By Ingrid Burke
Special to Plumas News
With the closing of its USDA loan imminent, Plumas Charter School is one step closer to owning its own facility in Quincy, said PCS Executive Director Taletha Washburn. After the loan closes and the building design is finalized, plans will be submitted to the local building department to begin the approval process. Washburn said she expects this to happen in the next six to eight weeks.
PCS purchased property at 1425 E. Main St. in East Quincy from the Central Plumas Recreation and Park District (CPRPD) in December. The school is working on facility design with Modern Building Inc. based in Chico.
“I’m really, really excited about the potential to have a permanent home for our Quincy programs,” said Washburn. “The potential to provide facility stability like this means you can grow in your programs and what you’re offering.”
One avenue of expansion will be through partnership with CPRPD. Washburn said the two entities plan to work together on programs for both students and community members. For example, students may be able to use the recreation district’s playground and workout equipment, while the district uses the school building for indoor after-school activities.
“I feel really good about the professional relationship I have with James (Shipp, CPRPD general manager) and our ability to do great things,” said Washburn.
She also said there is an opportunity for partnering with the Plumas-Sierra County Fairgrounds, which she will be exploring.
Once the facility plans are finalized and submitted to the building department, a series of approvals will need to be processed, which will take 60–90 days, said Washburn, meaning construction could start in May at the earliest.
Search for a permanent home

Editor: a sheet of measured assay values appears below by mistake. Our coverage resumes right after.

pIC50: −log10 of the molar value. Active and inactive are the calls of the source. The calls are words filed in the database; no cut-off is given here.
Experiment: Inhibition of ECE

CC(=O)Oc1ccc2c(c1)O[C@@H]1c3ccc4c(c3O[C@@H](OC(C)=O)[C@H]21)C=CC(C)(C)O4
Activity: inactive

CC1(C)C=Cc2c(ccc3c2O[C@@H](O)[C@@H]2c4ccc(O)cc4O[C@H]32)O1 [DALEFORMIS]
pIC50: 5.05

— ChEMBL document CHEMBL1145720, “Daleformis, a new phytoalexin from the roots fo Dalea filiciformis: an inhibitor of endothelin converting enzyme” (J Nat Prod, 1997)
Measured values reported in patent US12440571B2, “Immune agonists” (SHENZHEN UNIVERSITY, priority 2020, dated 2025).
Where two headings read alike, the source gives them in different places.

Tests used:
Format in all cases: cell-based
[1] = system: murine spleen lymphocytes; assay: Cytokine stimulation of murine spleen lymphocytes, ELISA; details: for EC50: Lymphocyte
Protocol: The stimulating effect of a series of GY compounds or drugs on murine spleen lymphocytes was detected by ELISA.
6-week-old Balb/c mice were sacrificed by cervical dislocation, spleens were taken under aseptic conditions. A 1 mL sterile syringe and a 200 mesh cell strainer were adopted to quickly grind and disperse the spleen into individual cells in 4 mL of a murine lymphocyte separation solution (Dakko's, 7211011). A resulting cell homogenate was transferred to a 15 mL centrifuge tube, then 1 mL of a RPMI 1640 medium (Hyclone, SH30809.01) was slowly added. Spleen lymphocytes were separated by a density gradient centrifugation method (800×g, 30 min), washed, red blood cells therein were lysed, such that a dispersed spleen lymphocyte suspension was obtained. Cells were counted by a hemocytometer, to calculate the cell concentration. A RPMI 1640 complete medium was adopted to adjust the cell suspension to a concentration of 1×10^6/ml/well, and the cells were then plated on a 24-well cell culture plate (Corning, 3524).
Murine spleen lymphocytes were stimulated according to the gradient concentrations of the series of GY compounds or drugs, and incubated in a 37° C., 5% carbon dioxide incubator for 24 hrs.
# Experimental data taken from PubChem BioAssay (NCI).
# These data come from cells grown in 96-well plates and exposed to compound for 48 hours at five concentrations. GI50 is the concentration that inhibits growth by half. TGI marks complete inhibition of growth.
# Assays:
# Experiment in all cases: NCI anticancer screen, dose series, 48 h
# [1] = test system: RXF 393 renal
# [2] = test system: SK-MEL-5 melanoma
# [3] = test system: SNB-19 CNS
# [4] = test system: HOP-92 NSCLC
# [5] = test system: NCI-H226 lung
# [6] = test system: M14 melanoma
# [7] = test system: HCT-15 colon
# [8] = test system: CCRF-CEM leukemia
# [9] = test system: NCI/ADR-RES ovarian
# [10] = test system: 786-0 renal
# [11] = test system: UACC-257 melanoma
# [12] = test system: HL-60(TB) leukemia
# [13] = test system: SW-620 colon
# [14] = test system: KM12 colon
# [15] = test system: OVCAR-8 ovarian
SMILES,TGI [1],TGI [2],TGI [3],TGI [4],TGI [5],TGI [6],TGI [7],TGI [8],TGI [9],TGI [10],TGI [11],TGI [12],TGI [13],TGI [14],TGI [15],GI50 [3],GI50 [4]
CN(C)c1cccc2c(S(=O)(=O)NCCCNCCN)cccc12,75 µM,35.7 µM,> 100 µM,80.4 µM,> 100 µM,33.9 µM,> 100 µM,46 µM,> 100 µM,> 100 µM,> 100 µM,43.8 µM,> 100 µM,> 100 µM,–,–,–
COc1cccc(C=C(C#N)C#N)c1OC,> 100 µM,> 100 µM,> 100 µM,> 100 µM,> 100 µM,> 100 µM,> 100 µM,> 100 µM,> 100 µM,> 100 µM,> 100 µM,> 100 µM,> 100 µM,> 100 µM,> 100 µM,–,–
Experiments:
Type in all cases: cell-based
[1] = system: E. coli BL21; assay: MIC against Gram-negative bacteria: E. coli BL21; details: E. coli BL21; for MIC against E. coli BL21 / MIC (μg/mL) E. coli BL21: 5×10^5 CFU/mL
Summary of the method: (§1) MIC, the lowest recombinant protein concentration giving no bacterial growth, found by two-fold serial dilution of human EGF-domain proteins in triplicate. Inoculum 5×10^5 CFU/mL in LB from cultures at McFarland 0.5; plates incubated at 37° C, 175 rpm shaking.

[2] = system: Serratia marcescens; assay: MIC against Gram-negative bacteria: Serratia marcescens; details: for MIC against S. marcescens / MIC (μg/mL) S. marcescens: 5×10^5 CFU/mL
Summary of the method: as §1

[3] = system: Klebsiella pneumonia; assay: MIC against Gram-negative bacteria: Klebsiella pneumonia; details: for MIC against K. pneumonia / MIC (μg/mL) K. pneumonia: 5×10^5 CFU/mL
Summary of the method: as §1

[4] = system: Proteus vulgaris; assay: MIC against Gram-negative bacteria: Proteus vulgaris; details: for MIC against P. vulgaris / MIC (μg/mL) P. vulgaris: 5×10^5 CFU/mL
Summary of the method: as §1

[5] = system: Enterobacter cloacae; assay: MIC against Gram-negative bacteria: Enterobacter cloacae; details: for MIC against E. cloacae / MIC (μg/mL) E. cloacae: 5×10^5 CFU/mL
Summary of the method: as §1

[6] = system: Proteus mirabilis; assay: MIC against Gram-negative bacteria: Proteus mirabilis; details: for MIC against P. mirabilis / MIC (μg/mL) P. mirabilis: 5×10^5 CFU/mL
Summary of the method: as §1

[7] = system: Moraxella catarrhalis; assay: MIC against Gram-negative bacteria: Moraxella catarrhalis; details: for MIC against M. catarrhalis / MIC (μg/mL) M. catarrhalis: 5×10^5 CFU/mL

“For five years we’ve been working to stabilize our facilities in Quincy,” said Washburn. The search for a permanent home for PCS’s Quincy Learning Center began once it became clear that PCS would no longer be allowed to use Plumas Unified School District facilities. QLC had moved five times in 18 years.
The school initially hoped to purchase the building at 424 N. Mill Creek Rd. where its facilities had previously been located in rented space. However, this would have required rezoning of the property, and the request to rezone was denied. At this time, PCS began the 18-month process of applying for the USDA loan.
Next, the school was donated a parcel of land on Kelsey Lane and Quincy Junction Road, adjacent to Quincy Junior-Senior High School. PCS began investigating the possibility of building on this site. At this time the USDA loan was approved, meaning money for the facilities project was allocated, but the loan had yet to close, pending the fulfillment of a list of conditions.
A special use permit for the Kelsey Lane property was approved, and PCS began moving forward with the development of a building design. However, the final engineering survey indicated the necessity for earthwork that exceeded the project budget and plans for that site could no longer move forward.
Finally, PCS began negotiations with CPRPD regarding the purchase of the parcel on East Main between the Caltrans yard and Pioneer Park. At this time, PCS re-engaged with the USDA in order to transfer the loan to the new property and also request additional funds, which were approved. This provides more flexibility for the project. With modifications, the building design developed for the Kelsey Lane property will be transferred to the East Main property.
As part of the land purchase, PCS transferred the Kelsey Lane property to CPRPD. The district has plans to work with the community to develop a mountain bike pump track on the site, said Washburn.
PCS is a nonprofit public school that also operates learning centers in Taylorsville, Greenville, and Chester. To learn more, visit plumascharterschool.org.
Ingrid Burke is the public relations specialist for Plumas Charter School.